Showers have been hit and miss for the last month, but some places are a bit short.  Below shows rainfall for the last 30 days.  Areas in green have had less than 2 inches.  Areas in yellow less than 4 inches.  Short term, we have rain in the forecast for Saturday.  A good rain would certainly help the corn crop toward tasseling and pollination.  Some forecasters are saying that long term weather is expected to be dry.  As in many years, we are two timely rains from a bumper crop. 


Sunday, March 25, 2018

Soybean Harvest in Brazil

By Eduardo Paim

I was waiting to approach the end of the soybean harvest to send you information. Here in Brazil in the main states harvest is ending and for sure Brazil will produce a lot of soybeans, it rained perfect and the rain forecasts that could disrupt the crops will not happen. Argentina seems to have productivity problems. Let's wait. On average Brazil will plant 35% of the second corn crop outside the ideal time. Last year, that's how it happened and we produce a lot of corn in 2017, so if Jesus sends rains we will not have any problems. The rains here are very good and the climate expected to be cooler this year, which should favor planted corn.

Today the government of Brazil has informed that it will sell corn from private stocks in Brazil to lower prices in the domestic market, this should pressure future prices here as well.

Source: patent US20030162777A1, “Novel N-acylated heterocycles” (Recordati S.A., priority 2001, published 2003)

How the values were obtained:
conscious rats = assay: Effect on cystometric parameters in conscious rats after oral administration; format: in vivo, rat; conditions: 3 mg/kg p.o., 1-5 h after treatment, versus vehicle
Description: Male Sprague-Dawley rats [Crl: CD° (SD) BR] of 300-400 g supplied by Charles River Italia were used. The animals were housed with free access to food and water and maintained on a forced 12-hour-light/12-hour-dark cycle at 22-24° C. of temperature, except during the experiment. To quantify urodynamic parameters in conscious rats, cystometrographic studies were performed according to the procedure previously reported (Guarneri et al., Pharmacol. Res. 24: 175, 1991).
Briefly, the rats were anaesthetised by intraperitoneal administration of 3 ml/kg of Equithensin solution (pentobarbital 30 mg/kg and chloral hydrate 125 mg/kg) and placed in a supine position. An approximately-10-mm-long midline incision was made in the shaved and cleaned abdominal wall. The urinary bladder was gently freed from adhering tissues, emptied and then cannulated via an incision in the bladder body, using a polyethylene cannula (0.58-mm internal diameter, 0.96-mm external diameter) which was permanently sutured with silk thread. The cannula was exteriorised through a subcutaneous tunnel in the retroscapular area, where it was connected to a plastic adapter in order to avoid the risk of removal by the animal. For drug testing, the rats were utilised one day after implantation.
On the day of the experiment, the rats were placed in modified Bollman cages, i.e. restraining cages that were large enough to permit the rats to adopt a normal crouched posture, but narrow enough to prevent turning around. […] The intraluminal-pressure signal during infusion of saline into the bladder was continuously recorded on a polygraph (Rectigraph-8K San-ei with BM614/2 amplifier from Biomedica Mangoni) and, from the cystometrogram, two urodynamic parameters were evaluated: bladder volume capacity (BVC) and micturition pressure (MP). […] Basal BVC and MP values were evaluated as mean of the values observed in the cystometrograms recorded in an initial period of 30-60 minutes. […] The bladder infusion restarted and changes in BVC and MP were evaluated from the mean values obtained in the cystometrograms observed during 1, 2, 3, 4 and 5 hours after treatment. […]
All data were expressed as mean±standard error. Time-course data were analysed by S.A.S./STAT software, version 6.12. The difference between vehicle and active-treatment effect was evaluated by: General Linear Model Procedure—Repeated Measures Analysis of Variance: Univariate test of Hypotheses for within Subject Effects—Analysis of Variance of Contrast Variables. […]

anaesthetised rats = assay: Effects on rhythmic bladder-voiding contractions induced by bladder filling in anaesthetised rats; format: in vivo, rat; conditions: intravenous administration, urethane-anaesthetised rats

Hugs and have a nice weekend.

Friday, March 23, 2018

Using Dicamba this Growing Season

Last year we gained more experience than we wanted to have on evaluating dicamba damage in soybeans that were not traited for dicamba.  While I do not think that the new label requirements adequately address the volatilization issue, I think they will halp to deal with some of the issues people had with their dicamba applications. 

Dr. Aaron Hagar issued a new bulletin today on dicamba use that is worth a read, especially if yo uare using dicamba. 

Friday, March 2, 2018

Tunnels in Vietnam

Many of us know that the North Vietnamese and Viet Cong hid in tunnels during the War for safety.  The Tunnels were extensive and were used to store supplies and even get around.  My friend, Dr. Ken Olson explored the tunnels last year.  His knowledge of soils undoubtedly gives new insight.  Check out his news release.  Here is the the full article

Wednesday, February 28, 2018

Levee Break is a Big Problem.

Len Small Levee District is at the southern tip of Illinois along the Mississippi River.  I am sure the Corps of Engineers has a reason for not fixing it, but it is surprising that Congress has not overridden them with an appropriation.  If the levee is allowed to continue to be open, there is a good chance that the Mississippi River will cut a new channel taking out roads, highways, and farm land.  It will be like trying to put the genie back in the bottle if it decides on a new route.  This is an outrageous decision on the part of the Corps of Engineers.

This spring's flood is creating problems for many because of the open break.  One farmer is selling out to get away while he can.  Read more here .  I wrote on the same subject in 2016 and included a picture of our group standing on the sand washed out of the break